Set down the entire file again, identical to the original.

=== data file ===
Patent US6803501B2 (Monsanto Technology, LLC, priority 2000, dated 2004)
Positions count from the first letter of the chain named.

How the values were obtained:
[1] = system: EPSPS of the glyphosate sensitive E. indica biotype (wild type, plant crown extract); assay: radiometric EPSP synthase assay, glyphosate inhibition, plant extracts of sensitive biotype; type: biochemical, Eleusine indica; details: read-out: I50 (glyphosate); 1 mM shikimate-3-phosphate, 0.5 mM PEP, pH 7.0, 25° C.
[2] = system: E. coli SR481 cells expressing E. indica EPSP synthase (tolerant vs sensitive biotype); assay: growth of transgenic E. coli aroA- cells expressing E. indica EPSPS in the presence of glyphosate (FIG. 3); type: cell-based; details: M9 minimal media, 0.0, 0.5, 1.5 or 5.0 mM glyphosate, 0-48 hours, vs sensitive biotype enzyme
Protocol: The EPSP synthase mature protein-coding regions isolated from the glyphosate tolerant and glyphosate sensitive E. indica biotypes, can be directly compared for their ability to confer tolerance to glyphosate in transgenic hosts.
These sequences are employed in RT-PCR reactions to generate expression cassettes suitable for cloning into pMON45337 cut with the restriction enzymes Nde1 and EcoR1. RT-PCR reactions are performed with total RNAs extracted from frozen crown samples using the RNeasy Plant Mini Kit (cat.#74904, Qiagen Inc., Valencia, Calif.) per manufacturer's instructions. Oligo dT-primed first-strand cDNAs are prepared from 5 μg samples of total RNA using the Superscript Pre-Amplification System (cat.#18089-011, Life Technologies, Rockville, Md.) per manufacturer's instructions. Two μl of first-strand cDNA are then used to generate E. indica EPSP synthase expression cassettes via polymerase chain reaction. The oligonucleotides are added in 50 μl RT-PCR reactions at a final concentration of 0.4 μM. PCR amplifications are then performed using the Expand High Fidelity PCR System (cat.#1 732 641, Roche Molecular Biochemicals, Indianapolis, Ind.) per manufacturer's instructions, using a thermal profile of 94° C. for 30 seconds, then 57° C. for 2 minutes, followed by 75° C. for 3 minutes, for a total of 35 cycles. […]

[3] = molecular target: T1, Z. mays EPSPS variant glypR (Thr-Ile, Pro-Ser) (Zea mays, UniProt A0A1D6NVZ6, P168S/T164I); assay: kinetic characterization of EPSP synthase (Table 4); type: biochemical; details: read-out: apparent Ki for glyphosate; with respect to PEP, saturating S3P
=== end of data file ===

Patent US6803501B2 (Monsanto Technology, LLC, priority 2000, dated 2004)
Positions count from the first letter of the chain named.

How the values were obtained:
[1] = system: EPSPS of the glyphosate sensitive E. indica biotype (wild type, plant crown extract); assay: radiometric EPSP synthase assay, glyphosate inhibition, plant extracts of sensitive biotype; type: biochemical, Eleusine indica; details: read-out: I50 (glyphosate); 1 mM shikimate-3-phosphate, 0.5 mM PEP, pH 7.0, 25° C.
[2] = system: E. coli SR481 cells expressing E. indica EPSP synthase (tolerant vs sensitive biotype); assay: growth of transgenic E. coli aroA- cells expressing E. indica EPSPS in the presence of glyphosate (FIG. 3); type: cell-based; details: M9 minimal media, 0.0, 0.5, 1.5 or 5.0 mM glyphosate, 0-48 hours, vs sensitive biotype enzyme
Protocol: The EPSP synthase mature protein-coding regions isolated from the glyphosate tolerant and glyphosate sensitive E. indica biotypes, can be directly compared for their ability to confer tolerance to glyphosate in transgenic hosts.
These sequences are employed in RT-PCR reactions to generate expression cassettes suitable for cloning into pMON45337 cut with the restriction enzymes Nde1 and EcoR1. RT-PCR reactions are performed with total RNAs extracted from frozen crown samples using the RNeasy Plant Mini Kit (cat.#74904, Qiagen Inc., Valencia, Calif.) per manufacturer's instructions. Oligo dT-primed first-strand cDNAs are prepared from 5 μg samples of total RNA using the Superscript Pre-Amplification System (cat.#18089-011, Life Technologies, Rockville, Md.) per manufacturer's instructions. Two μl of first-strand cDNA are then used to generate E. indica EPSP synthase expression cassettes via polymerase chain reaction. The oligonucleotides are added in 50 μl RT-PCR reactions at a final concentration of 0.4 μM. PCR amplifications are then performed using the Expand High Fidelity PCR System (cat.#1 732 641, Roche Molecular Biochemicals, Indianapolis, Ind.) per manufacturer's instructions, using a thermal profile of 94° C. for 30 seconds, then 57° C. for 2 minutes, followed by 75° C. for 3 minutes, for a total of 35 cycles. […]

[3] = molecular target: T1, Z. mays EPSPS variant glypR (Thr-Ile, Pro-Ser) (Zea mays, UniProt A0A1D6NVZ6, P168S/T164I); assay: kinetic characterization of EPSP synthase (Table 4); type: biochemical; details: read-out: apparent Ki for glyphosate; with respect to PEP, saturating S3P